A cardboard bicycle is a bicycle composed mostly or entirely of cardboard. Only prototypes have been made as of 2012[update]. Reported benefits include low cost, and construction from recyclable and renewable materials. The low cost is also expected to act as a theft deterrent.
Phil Bridge's prototype
In 2008, Phil Bridge created a cardboard bicycle as part of a three-year degree course in Product Design at Sheffield Hallam University. It was intended to discourage theft, supports a rider up to 169 pounds (77 kg), and is constructed from a structural cardboard called Hexacomb. It is waterproof, but is only expected to survive six months of constant use. The drivetrain and brakes are metal, as on a conventional bike, and it rolls on standard pneumatic tires.
Izhar Gafni's prototype
In 2012, Izhar Gafni, an Israeli mechanical engineer and cycling enthusiast, unveiled a prototype bicycle made almost entirely out of cardboard in his workshop in Moshav Ahituv. The components, including bike’s frame, wheels, handlebars and saddle, consist of sheets of cardboard folded and glued together. The complete bike weighs 20 pounds (9.1 kg), and is treated to be fireproof and waterproof. Gafni reports that it can support riders up to 220 kilograms (490 lb). It has solid rubber tires made from recycled car tires. Power is transferred from the pedals to the rear wheel with a belt, also made from recycled rubber. Gafni and a business partner plan to mass-produce a bike based on the prototype and retail it for 20 USD, with a unit cost of 9 to 12 USD. The target market is low-income countries. The prototype was featured at the November 2012 Microsoft ThinkNext event in Tel Aviv. Gafni has been trying to raise $2 million on Indiegogo to fund the project. As of 25 June 2013, he had raised $10 thousand. The campaign has ended with a total of $40,107 raised.
- Deborah Netburn (October 16, 2012). "Ride on! $20 cardboard bike may go into production soon". The LA Times. Retrieved 2013-01-26.
And because it is made of cardboard, it will also be cheap
- Ruth Eglash (December 7, 2012). "Izhar Gafni invents a cardboard bicycle that may revolutionize transportation His two-wheeled creation, a $20 bike made out of cardboard, could revolutionize bicycling, especially in the developing world.". The Christian Science Monitor. Retrieved 2013-01-26.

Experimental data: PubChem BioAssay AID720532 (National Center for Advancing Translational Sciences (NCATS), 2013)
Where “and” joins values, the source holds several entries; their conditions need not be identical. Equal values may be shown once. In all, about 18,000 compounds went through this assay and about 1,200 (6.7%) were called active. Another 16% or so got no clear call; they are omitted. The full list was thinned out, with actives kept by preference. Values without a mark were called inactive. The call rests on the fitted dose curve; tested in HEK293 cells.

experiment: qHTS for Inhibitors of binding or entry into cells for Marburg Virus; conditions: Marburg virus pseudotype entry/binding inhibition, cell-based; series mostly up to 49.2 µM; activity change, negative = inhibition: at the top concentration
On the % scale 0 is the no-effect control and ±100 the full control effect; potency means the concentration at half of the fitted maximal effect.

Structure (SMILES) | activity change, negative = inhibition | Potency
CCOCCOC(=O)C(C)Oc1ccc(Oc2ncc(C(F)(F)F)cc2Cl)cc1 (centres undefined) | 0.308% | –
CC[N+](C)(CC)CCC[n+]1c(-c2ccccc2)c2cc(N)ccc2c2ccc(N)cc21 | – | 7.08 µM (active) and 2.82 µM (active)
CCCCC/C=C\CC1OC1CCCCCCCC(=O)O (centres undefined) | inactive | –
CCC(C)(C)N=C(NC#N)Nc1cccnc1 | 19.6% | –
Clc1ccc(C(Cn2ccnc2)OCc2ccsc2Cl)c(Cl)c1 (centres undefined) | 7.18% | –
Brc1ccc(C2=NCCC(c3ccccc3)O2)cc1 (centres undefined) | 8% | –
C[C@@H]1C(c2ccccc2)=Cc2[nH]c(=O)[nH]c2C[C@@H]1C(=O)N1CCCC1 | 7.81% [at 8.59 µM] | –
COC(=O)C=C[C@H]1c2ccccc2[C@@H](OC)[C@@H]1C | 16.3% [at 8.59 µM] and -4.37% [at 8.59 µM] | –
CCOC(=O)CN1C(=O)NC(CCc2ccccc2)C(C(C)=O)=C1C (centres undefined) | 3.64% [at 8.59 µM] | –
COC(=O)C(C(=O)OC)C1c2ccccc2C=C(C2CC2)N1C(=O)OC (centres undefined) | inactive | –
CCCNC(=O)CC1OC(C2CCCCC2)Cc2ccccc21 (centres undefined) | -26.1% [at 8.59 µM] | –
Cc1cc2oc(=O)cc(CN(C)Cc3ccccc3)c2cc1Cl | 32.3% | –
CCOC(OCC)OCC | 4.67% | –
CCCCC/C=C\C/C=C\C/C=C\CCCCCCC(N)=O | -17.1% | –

- "Re-cycling". The Economist. Dec 1, 2012. Retrieved 2013-01-26.
First, he folds the cardboard—commercial-grade material, made from recycled paper
- Karen S. Garvin (Nov 21, 2011). "Renewable & Nonrenewable Materials". Livestrong Foundation. Retrieved 2013-01-26.
Renewable materials are sustainable materials, which means, according to the Rutgers University Center for Sustainable Materials, these materials do not use up non-renewable resources. These raw materials are abundant and biodegradable, and are used to make diverse products such as adhesives and cardboard.
- "Cardboard bicycle". BBC. 2008-06-16. Retrieved 2013-01-26.
If you make a bicycle from cardboard, no-one will want to steal it!
- Erik Sherman (July 14, 2012). "This Man Made the Coolest Cardboard Bicycle Ever". The Fiscal Times. Retrieved 2013-01-26.
If someone stole the bike (and it's hard to believe that something so cheap would have appeal to thieves), the replacement cost would be negligible.
- Addy Dugdale. "Cardboard Bicycle Costs Just $30, Don’t Leave It Out in the Rain". Gizmodo. Retrieved 2013-01-26.
'The prototype does work but it is still quite limited and there are a few problems,' he says. Rain, however, is not one of them, he claims.
- "Cardboard bike aims to put the brakes on thieves". Sheffield Hallam University. 12/06/2008. Retrieved 2013-01-26. Check date values in:
- Hilary Whiteman (June 18, 2008). "The ultimate in recycling". CNN. Retrieved 2013-01-26.
- Adam Williams (October 16, 2012). "Israeli man creates bike from recycled cardboard". GizMag. Retrieved 2013-01-26.
supporting a rider who weighs up to 220 kg (485 lbs)
- David Shamah (November 8, 2012). "Beyond the bike". The Times of Israel. Retrieved 2013-01-26.
- "The Cardboard Bike". Indiegogo. 2013-06-24. Retrieved 2014-04-15.
- Memmott, Mark (2012-10-15). "Cardboard Bike's Fundraiser Is Rolling : The Two-Way". NPR. Retrieved 2013-06-25.
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